Driven to Make a Difference
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I am driven to make a difference through empathy. Each person has had a struggle, whether it is life-changing or day-changing. I have always believed that with struggles, comes an incredibly powerful change. What that person does with their obstacle can have a profound impact on this world. My struggles have become a reason for me to make a difference.
I was diagnosed with Ulcerative Colitis at age six. Ulcerative Colitis is a chronic inflammatory bowel disease that affects the entire body. At that age, I did not know that my medical struggles would prove to define my future physically and mentally. Elementary school for me was about taking steroids, six large capsules, and about how to gain weight. Middle school became dreadful as my body began to torment me the most it ever had as I suffered from recurrent flare-ups. My mother became increasingly aware of my symptoms of having to frequently use the restroom and the resulting accidents, and she was afraid to tell others for fear of bullying. As a result, I lived in isolation and was admitted to Riley Hospital for Children several times a year, and was so sick that I could not walk up the stairs to my room by myself. Treatment for my disease included nutrition, infusions through PICC lines, and resting at home. My disease progressed in spite of taking every possible medical treatment. I finally had my entire large intestine removed as a freshman in high school. Several major surgeries and procedures followed and I had a whole lot of invisible emotional healing to overcome.
Ulcerative Colitis and Crohn’s Disease, collectively known as Inflammatory Bowel Disease (IBD) are two very difficult diseases to talk about. Together with my late best friend, who passed away with Crohn’s Disease and Osteosarcoma, I created the Crohn’s and Colitis Teen Times, a now 501c3 nonprofit organization that has users internationally. There is not enough support for individuals battling these two diseases and we wanted to create that fundamental support system that is so needed. Creating this organization has opened up various other platforms for me to share my story and create more advocacy.
I was selected as a 2014 Riley Hospital Champion for my resilience with Ulcerative Colitis. This year was life changing because it gave me the confidence that I can make a difference and that I can overcome the enormous obstacles in front of me. This year gave me the opportunity to share my story and my work through public speaking at fundraising events, leadership conferences, and Children’s Miracle Network dance marathons. Later, I was invited to regularly blog for U.S. News and World Report as a patient advocate and many blogs have also been featured on media platforms such as the Huffington Post and Yahoo! News. Now, I am spreading my outreach to make a meaningful difference for individuals with all chronic illnesses not just inflammatory bowel diseases. I recently had the opportunity to blog for a United Nations alliance, the Global Alliance for Clean Cookstoves. I wrote about the need to eliminate primitive cooking methods that result in four million deaths each year.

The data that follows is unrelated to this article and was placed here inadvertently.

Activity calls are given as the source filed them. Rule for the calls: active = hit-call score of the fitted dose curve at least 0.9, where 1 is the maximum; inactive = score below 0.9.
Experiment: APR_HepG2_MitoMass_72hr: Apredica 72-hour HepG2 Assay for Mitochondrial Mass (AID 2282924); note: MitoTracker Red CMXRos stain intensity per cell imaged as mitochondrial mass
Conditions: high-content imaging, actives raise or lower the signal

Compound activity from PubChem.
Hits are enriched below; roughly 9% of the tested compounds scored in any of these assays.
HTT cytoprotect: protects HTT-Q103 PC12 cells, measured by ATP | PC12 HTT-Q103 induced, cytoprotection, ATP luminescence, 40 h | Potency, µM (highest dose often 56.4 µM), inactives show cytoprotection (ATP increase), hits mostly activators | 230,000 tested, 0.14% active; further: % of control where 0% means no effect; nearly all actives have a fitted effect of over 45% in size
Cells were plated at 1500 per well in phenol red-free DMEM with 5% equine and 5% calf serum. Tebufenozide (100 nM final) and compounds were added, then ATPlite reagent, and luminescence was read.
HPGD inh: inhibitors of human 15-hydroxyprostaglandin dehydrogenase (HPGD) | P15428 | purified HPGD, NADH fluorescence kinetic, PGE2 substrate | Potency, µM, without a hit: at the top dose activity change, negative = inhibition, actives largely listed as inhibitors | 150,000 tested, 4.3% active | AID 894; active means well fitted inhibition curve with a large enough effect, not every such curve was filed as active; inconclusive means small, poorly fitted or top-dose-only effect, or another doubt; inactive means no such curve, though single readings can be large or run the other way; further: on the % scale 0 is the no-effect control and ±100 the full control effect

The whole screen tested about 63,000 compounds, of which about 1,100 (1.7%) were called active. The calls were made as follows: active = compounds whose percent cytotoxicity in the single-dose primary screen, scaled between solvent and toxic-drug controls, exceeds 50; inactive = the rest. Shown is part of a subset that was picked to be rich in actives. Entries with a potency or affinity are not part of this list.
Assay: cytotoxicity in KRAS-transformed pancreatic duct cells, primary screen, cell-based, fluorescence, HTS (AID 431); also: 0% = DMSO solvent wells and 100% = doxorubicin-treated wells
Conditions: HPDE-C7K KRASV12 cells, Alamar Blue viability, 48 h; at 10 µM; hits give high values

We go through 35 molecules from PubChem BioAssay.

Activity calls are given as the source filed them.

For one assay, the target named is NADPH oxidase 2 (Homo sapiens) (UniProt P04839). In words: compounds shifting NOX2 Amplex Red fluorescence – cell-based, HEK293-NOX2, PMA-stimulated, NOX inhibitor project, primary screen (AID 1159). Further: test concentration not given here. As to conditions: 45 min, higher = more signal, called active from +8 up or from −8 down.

Through being sick, Riley Hospital has been my second home and now I serve as a member of the Riley Teen Leadership Council. It is a way to meet other amazing teenagers with chronic illnesses who have truly inspiring stories. I am in my second year of being on the council, and each year there is a project. The projects are to show what having a chronic illness means and to spread awareness about chronic illnesses. Being a part of this group has been amazing because there are monthly meetings where we can share our ideas and things that we are worried about for the future. Mentors are there to ask questions, and guest speakers come to answer our questions about college life with a chronic illness, as many of us are seniors this year.
To anyone who has yet to follow your passion, the first step is to find it. Find your passion, and dedicate your time to it. You will never know the feeling of helping others and gratitude unless you try, so today I encourage you to make a difference, whether it is big or small.
Sneha Dave is a recent graduate of Center Grove High School. At age 6, she was diagnosed with Ulcerative Colitis. She founded a nonprofit organization the Crohn's and Colitis Teen Times and serves as a motivational speaker for various events. Sneha blogs as a patient advisor for U.S. News and World Report and her advocacy efforts have been broadcast on both television and radio.